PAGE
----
This is a recent phenomenon. A few years ago, following a dismissive headline involving a person with mental illness, I asked David Yelland, then editor of The Sun, why his paper had to use language such as "nut" and "mad". His reply was brusque: "Find me another three-letter word."
The answer is straightforward. When writing about mentally distressed people we do not need to use the words mad, bad or even sad. The truth is that Frank Bruno was ill and taken to a hospital - not a "mental home" - in much the same way as if he had had a heart attack or had been injured in a road accident. The difference is that if someone is having a mental breakdown they may become so ill that they no longer realise how ill they have become, resist help and may have to be sectioned under the Mental Health Act.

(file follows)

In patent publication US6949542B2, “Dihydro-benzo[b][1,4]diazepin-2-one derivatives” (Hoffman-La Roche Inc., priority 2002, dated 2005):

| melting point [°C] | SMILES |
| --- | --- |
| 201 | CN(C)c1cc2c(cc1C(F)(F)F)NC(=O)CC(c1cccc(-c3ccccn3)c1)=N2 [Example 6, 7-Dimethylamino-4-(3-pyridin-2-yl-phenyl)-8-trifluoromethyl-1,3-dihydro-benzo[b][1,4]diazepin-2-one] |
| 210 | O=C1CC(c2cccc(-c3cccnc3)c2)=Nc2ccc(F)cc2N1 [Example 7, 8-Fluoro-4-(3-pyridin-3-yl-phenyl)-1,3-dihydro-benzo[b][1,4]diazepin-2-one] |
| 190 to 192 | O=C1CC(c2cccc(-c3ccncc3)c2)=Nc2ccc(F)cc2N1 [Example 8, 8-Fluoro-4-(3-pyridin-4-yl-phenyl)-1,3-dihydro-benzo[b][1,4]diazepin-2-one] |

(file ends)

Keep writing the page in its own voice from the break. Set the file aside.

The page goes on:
So why do newspapers - and not just the tabloids - write headlines which are 30 or 50 years out of date and, as The Sun discovered, out of kilter with their readers? The problem is that they have not caught up with their more informed and open-minded readers. From my 20 years as a journalist, I know that such pejorative headlines are not necessarily malicious. They are grabbed by hard-pressed, lazy or inexperienced sub-editors, who have not been out with the reporter to see just how damaging the stereotypes can be.
This week's experience with The Sun suggests things are changing for the better. Newspapers are discovering that resorting to these slack words does not shift copies. "Nutcases" may no longer sell.